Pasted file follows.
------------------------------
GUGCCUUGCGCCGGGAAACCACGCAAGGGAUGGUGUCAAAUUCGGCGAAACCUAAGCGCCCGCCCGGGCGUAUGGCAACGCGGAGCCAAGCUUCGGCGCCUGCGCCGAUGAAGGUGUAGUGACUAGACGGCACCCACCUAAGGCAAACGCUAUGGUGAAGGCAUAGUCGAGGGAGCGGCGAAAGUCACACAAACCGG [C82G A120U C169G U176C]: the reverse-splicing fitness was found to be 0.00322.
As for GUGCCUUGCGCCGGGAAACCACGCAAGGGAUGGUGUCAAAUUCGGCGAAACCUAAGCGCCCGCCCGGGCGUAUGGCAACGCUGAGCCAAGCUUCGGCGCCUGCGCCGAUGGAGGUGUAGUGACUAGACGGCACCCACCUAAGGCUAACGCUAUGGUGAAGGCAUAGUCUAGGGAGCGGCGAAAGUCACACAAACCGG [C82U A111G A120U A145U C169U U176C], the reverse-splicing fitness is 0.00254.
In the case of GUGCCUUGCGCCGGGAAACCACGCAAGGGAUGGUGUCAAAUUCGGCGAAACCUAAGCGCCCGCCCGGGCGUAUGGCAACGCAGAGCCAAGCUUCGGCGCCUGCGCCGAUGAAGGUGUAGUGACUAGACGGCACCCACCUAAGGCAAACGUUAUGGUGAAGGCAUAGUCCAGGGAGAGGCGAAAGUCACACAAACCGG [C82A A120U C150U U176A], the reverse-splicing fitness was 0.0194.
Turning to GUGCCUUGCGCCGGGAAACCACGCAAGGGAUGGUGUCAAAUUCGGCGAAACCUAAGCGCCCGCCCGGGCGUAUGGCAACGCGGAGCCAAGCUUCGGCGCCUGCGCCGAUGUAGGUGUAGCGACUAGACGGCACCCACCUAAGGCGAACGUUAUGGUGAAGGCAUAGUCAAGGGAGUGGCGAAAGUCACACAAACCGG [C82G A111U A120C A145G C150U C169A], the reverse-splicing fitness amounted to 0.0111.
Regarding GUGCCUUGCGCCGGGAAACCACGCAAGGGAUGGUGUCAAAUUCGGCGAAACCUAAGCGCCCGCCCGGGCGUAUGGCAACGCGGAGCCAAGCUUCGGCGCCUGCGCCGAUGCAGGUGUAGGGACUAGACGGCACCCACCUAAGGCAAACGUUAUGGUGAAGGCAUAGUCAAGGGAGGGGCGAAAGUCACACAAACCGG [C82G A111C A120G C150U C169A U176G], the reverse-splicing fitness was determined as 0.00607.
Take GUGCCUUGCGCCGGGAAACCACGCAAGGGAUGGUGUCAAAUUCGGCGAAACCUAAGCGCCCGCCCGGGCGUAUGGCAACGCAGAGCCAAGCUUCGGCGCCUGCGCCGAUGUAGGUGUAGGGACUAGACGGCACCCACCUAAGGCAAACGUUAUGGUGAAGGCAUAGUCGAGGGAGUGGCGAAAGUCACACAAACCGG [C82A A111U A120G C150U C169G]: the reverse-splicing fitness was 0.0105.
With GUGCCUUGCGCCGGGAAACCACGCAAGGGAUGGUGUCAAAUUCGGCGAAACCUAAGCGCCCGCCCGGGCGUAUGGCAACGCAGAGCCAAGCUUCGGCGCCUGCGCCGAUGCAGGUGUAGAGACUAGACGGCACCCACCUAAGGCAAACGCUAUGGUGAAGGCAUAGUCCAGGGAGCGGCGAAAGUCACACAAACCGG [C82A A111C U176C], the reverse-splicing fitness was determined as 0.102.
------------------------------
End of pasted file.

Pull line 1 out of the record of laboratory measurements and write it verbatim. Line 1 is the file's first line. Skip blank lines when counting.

GUGCCUUGCGCCGGGAAACCACGCAAGGGAUGGUGUCAAAUUCGGCGAAACCUAAGCGCCCGCCCGGGCGUAUGGCAACGCGGAGCCAAGCUUCGGCGCCUGCGCCGAUGAAGGUGUAGUGACUAGACGGCACCCACCUAAGGCAAACGCUAUGGUGAAGGCAUAGUCGAGGGAGCGGCGAAAGUCACACAAACCGG [C82G A120U C169G U176C]: the reverse-splicing fitness was found to be 0.00322.